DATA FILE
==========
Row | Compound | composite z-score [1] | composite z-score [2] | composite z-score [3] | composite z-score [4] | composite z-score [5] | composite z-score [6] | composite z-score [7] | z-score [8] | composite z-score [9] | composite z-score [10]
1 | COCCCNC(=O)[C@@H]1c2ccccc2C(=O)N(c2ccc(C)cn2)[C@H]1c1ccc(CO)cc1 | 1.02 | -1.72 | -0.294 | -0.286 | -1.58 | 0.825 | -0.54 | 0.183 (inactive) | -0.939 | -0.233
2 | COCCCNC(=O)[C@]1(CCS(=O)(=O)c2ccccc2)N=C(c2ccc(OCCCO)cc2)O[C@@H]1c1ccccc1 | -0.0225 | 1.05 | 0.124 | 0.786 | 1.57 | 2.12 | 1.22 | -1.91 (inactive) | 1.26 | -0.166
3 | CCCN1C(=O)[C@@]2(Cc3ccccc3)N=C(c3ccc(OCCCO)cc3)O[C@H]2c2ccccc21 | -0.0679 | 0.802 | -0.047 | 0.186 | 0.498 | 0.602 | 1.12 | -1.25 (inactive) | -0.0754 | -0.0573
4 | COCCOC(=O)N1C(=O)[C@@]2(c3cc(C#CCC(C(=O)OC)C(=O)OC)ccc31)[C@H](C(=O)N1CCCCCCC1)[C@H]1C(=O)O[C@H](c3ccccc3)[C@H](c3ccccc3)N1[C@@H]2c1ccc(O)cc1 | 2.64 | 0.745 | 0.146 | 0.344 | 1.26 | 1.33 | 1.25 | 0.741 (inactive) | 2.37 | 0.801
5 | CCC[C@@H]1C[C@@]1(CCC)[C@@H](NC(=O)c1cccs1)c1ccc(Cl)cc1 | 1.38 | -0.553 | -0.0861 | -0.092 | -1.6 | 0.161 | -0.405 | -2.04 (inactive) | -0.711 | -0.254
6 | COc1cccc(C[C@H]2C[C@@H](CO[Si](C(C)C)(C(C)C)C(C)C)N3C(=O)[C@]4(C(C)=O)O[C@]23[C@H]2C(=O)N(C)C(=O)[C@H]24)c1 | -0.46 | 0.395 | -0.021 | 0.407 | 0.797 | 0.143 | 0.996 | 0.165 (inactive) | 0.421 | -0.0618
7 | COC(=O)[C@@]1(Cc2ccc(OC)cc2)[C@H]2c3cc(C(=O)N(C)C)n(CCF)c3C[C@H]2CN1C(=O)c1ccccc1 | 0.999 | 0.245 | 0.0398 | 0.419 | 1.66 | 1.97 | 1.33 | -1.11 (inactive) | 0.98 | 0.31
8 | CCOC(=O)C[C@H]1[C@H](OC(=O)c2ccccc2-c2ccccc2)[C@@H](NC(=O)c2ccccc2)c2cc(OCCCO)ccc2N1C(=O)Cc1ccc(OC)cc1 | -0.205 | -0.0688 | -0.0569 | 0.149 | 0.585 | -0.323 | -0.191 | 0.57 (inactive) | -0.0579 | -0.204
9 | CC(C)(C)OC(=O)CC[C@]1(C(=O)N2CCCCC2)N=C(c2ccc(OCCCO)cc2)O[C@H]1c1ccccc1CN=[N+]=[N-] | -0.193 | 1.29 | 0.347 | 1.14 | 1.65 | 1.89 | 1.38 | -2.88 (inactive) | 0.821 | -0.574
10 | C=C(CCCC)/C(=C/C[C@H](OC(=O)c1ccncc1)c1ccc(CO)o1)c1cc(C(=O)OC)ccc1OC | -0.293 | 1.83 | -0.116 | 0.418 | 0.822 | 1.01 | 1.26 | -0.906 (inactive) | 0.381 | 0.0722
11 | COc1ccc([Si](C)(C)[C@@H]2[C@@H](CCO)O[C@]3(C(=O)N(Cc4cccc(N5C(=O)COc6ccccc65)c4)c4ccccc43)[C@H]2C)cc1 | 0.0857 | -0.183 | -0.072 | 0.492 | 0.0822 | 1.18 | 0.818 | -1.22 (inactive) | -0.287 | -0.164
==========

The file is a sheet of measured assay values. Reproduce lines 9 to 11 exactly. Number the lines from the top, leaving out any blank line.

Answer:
8 | CCOC(=O)C[C@H]1[C@H](OC(=O)c2ccccc2-c2ccccc2)[C@@H](NC(=O)c2ccccc2)c2cc(OCCCO)ccc2N1C(=O)Cc1ccc(OC)cc1 | -0.205 | -0.0688 | -0.0569 | 0.149 | 0.585 | -0.323 | -0.191 | 0.57 (inactive) | -0.0579 | -0.204
9 | CC(C)(C)OC(=O)CC[C@]1(C(=O)N2CCCCC2)N=C(c2ccc(OCCCO)cc2)O[C@H]1c1ccccc1CN=[N+]=[N-] | -0.193 | 1.29 | 0.347 | 1.14 | 1.65 | 1.89 | 1.38 | -2.88 (inactive) | 0.821 | -0.574
10 | C=C(CCCC)/C(=C/C[C@H](OC(=O)c1ccncc1)c1ccc(CO)o1)c1cc(C(=O)OC)ccc1OC | -0.293 | 1.83 | -0.116 | 0.418 | 0.822 | 1.01 | 1.26 | -0.906 (inactive) | 0.381 | 0.0722